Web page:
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A Magazine for Sheffield


Dark and angular is the way to describe Liars new record Mess. They have always embraced the aesthetic of post punk bands like A Certain Ratio and Gang Of Four and their seventh album is no exception, with the addition of the electronic sounds of artists like Kraftwerk with a more sinister edge.

Opening track ‘Mask Maker’ begins with a deep robotic voice venting lines like “Eat my face off.” These words are married to a repetitive pulse rhythm and funky beat, making the track strangely seductive. Throughout Mess, the New Yorkers exploit the idea of making dance music with an element of menace. The song ‘Vox Tuned D.E.D’ has an electronic bass that is reminiscent of a chainsaw mixed with swirling pad sounds and Angus Andrew's detuned vocals.

On the majority of the record Andrew's voice has been manipulated to the point of indecipherability. This nonetheless does result in the music being slightly unnerving or unsettling. His voice is used for great effect on lead single ‘Mess On A Mission’ as a deadpan tone switches to a high-pitched yelp for the chorus.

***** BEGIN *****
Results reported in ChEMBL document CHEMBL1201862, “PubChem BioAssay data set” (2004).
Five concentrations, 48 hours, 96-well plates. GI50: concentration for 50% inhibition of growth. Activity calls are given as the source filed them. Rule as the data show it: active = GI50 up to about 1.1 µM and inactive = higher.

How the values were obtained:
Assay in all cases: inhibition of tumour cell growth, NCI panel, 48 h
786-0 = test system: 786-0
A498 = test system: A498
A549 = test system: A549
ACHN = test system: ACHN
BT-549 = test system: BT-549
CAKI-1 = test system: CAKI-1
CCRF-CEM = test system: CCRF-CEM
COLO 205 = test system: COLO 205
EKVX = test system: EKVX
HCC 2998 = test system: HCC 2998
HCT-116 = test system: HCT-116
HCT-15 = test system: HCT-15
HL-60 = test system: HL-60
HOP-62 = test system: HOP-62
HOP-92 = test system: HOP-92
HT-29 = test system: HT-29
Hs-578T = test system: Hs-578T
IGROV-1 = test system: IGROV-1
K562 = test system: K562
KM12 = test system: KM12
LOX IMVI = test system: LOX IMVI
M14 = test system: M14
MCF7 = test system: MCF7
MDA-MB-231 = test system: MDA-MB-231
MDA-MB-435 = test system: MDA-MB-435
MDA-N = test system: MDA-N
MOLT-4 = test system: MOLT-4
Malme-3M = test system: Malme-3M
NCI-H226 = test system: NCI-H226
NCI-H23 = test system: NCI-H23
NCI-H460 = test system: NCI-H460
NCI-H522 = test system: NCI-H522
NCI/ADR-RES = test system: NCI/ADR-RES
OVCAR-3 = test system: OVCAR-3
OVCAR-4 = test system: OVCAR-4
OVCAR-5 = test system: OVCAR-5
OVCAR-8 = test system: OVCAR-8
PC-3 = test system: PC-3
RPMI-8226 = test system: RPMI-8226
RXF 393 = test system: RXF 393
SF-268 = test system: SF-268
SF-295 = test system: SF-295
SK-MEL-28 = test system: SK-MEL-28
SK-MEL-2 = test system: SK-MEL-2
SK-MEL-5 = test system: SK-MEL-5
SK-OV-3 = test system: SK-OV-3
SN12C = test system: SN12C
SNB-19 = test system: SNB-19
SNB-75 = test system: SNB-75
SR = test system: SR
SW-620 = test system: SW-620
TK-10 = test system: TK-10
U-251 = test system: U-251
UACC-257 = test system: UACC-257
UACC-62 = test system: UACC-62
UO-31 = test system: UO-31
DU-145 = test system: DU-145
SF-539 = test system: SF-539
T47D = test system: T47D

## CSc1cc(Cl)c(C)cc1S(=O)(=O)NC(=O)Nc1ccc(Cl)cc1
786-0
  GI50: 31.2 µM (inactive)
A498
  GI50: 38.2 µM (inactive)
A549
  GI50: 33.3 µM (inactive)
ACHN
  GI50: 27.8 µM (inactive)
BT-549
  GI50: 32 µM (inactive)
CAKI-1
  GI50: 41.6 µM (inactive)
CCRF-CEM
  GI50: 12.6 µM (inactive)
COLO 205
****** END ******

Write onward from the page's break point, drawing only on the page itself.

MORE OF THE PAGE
One of the problems with this album is that the longer it progresses, the more the band come across as a one-trick pony. On the shorter songs Liars succeed in making tight and dynamic music, but on longer jams like ‘Left Speaker Blown’ and ‘Perpetual Village’ it can become jarring. They also pay tribute to New Order with ‘I'm No Gold’, with a kick drum very reminiscent of ‘Blue Monday’. This could see them labelled as copyists, but like LCD Soundsystem before them they manage to add enough of their own character and personality. Mess does have some exciting moments, but there is too much filler for it to be considered a consistent effort.